BY HUGH WIDJAYA
In the history of sports, bad calls in important games live on in infamy on the Internet, where every play from every angle can be viewed again and again, and debated over until blue in the face.
Here are five of the worst.
The Chicago Bulls vs Utah Jazz – NBA Finals Series 1998
Forget Michael Jordan’s basketball return in 2001 to the Washington Wizards. Real NBA fans count his jump shot over Bryon Russell to be his last professional shot. With six seconds left on the clock and Jordan at the top of the three point line, he drives to the right, clearly pushes and fouls Bryon Russell, Utah’s best defender, away to give himself space then jumps and shoots. The Chicago Bulls won the game 87-86 and the series, delivering MJ his sixth and final crown.
Roy Jones Jr vs Park Si Hun – Gold medal match in boxing 1988 Olympics
When it comes to boxing, images of Don King with his electrified hair and shady dealings normally come to mind. But in this case it was the amateur Olympics. Having landed 54 more punches (86 to 32), and clearly being the aggressor, the future American heavyweight champion still lost, and was awarded silver. The three judges unanimously gave it to the South Korean, but later resigned their roles.
The Korean, embarrassed by his victory, apologised to Jones.
North QLD Cowboys v Cronulla Sharks – NRL Finals 2013
In one of the crucial matches of the 2013 season, an elimination final between the Cronulla Sharks and North Queensland Cowboys, referees Matt Cecchin and Henry Peranara counted tackles incorrectly, allowing Beau Ryan to score in the eighth minute on a seventh tackle. Only six are allowed in a rugby league set.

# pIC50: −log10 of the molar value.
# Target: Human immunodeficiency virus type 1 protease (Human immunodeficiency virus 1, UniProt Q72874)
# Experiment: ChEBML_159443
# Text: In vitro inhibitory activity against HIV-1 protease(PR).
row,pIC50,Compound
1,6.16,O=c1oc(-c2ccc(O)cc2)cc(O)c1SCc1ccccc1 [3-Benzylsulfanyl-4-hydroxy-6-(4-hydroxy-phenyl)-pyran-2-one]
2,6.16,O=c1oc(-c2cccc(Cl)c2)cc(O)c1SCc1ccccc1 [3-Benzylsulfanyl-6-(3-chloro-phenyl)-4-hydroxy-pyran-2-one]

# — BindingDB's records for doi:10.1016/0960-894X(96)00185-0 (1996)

The Sharks went on to win 20-18.
During the heated post match press conference, Cowboys coach Neil Henry was rightfully angry, going so far as to claim conspiracy, so the rugby league final would be held in Sydney.
Both referees were dropped immediately after the match.
Gold medal round – Women’s figure skating Winter Olympics Sochi 2014
Controversy involving the Sochi games was mostly off the rink, as the world watched with alarm as Ukrainian protestors were killed in anti Russian protests.
On the rink, controversy skated circles around the gold medal round of the women’s figure skating.
The Korean red hot favourite Kim Yu na was awarded silver, despite a mistake free final performance.
Her main rival Russia’s Adelina Sotnikova made a mistake when she two footed a combination jump. She went on to win gold, in a performance seen live in the rink by Russian president Vladimir Putin.
The 17 year old Russian’s total score was 18 points higher than her previous best, which she scored a month before Sochi.
While technically not a refereeing blunder, scoring in skating has been mired in controversy. Scores are awarded anonymously by countries, whose judges often have conflicts of interest. Judges for the gold medal round, included Ukrainian Yuri Balkov who was suspended for a year when caught on tape trying to fix the 1998 Olympic ice dancing competition. Another judge, Alla Shekhovtseva was the wife of Valentin Piseev, the general director of the Russian skating federation
USA vs the USSR – Gold medal basketball game 1972
The final few minutes of the game, in Munich, against the backdrop of the cold war, were a comedy of errors, some argue were deliberate. With less than ten seconds to play and down 49 to 48, US guard Doug Collins shot two free throws to put the US up by one. The buzzer signalling the end of the match blew during Collins’s free throws, and so the US understandably started celebrating.
What followed were umpire decisions which added more time not once, but twice, both of three seconds. On the second chance the Russians scored the winning basket and won 50 to 49.
It was the first time the Americans had lost an Olympic match, and so incensed were they by the decision, they did not attend the medal ceremony.
Featured image: Korean favourite Kim Yu na was awarded silver in Sochi, despite a mistake-free final performance. Photo: KOREA.NET/flickr